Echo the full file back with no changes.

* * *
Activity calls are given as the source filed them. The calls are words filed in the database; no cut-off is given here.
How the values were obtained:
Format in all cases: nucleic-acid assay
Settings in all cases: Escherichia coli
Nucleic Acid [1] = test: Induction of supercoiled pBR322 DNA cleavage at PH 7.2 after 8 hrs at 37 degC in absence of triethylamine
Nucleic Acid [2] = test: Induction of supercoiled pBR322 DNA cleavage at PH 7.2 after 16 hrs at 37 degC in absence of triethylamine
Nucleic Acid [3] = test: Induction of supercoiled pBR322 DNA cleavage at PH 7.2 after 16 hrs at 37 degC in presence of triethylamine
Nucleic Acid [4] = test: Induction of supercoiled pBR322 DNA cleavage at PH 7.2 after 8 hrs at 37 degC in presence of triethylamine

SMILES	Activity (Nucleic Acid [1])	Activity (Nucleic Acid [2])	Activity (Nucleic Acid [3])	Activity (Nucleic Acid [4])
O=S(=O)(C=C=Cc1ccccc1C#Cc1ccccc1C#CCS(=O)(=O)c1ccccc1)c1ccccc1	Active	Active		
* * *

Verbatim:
Activity calls are given as the source filed them. The calls are words filed in the database; no cut-off is given here.
How the values were obtained:
Format in all cases: nucleic-acid assay
Settings in all cases: Escherichia coli
Nucleic Acid [1] = test: Induction of supercoiled pBR322 DNA cleavage at PH 7.2 after 8 hrs at 37 degC in absence of triethylamine
Nucleic Acid [2] = test: Induction of supercoiled pBR322 DNA cleavage at PH 7.2 after 16 hrs at 37 degC in absence of triethylamine
Nucleic Acid [3] = test: Induction of supercoiled pBR322 DNA cleavage at PH 7.2 after 16 hrs at 37 degC in presence of triethylamine
Nucleic Acid [4] = test: Induction of supercoiled pBR322 DNA cleavage at PH 7.2 after 8 hrs at 37 degC in presence of triethylamine

SMILES	Activity (Nucleic Acid [1])	Activity (Nucleic Acid [2])	Activity (Nucleic Acid [3])	Activity (Nucleic Acid [4])
O=S(=O)(C=C=Cc1ccccc1C#Cc1ccccc1C#CCS(=O)(=O)c1ccccc1)c1ccccc1	Active	Active		